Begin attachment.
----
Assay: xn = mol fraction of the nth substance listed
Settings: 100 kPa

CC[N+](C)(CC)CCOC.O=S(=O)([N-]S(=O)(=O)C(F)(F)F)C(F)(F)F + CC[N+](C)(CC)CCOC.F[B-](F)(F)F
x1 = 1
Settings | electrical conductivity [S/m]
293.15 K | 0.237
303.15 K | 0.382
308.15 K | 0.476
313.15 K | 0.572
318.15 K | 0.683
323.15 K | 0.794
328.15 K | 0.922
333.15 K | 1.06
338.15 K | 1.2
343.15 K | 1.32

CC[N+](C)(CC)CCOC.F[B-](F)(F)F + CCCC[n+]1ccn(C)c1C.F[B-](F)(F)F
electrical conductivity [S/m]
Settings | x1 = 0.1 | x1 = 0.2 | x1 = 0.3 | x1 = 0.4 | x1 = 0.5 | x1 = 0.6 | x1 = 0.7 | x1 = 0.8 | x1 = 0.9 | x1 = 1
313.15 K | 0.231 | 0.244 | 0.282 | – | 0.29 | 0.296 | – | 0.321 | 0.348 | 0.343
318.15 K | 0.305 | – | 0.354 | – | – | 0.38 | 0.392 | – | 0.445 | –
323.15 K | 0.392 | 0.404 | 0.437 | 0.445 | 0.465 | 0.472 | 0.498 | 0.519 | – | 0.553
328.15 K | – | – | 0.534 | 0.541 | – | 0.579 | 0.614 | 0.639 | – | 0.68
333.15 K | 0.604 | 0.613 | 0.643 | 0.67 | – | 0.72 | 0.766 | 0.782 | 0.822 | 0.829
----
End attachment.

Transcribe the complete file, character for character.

Assay: xn = mol fraction of the nth substance listed
Settings: 100 kPa

CC[N+](C)(CC)CCOC.O=S(=O)([N-]S(=O)(=O)C(F)(F)F)C(F)(F)F + CC[N+](C)(CC)CCOC.F[B-](F)(F)F
x1 = 1
Settings | electrical conductivity [S/m]
293.15 K | 0.237
303.15 K | 0.382
308.15 K | 0.476
313.15 K | 0.572
318.15 K | 0.683
323.15 K | 0.794
328.15 K | 0.922
333.15 K | 1.06
338.15 K | 1.2
343.15 K | 1.32

CC[N+](C)(CC)CCOC.F[B-](F)(F)F + CCCC[n+]1ccn(C)c1C.F[B-](F)(F)F
electrical conductivity [S/m]
Settings | x1 = 0.1 | x1 = 0.2 | x1 = 0.3 | x1 = 0.4 | x1 = 0.5 | x1 = 0.6 | x1 = 0.7 | x1 = 0.8 | x1 = 0.9 | x1 = 1
313.15 K | 0.231 | 0.244 | 0.282 | – | 0.29 | 0.296 | – | 0.321 | 0.348 | 0.343
318.15 K | 0.305 | – | 0.354 | – | – | 0.38 | 0.392 | – | 0.445 | –
323.15 K | 0.392 | 0.404 | 0.437 | 0.445 | 0.465 | 0.472 | 0.498 | 0.519 | – | 0.553
328.15 K | – | – | 0.534 | 0.541 | – | 0.579 | 0.614 | 0.639 | – | 0.68
333.15 K | 0.604 | 0.613 | 0.643 | 0.67 | – | 0.72 | 0.766 | 0.782 | 0.822 | 0.829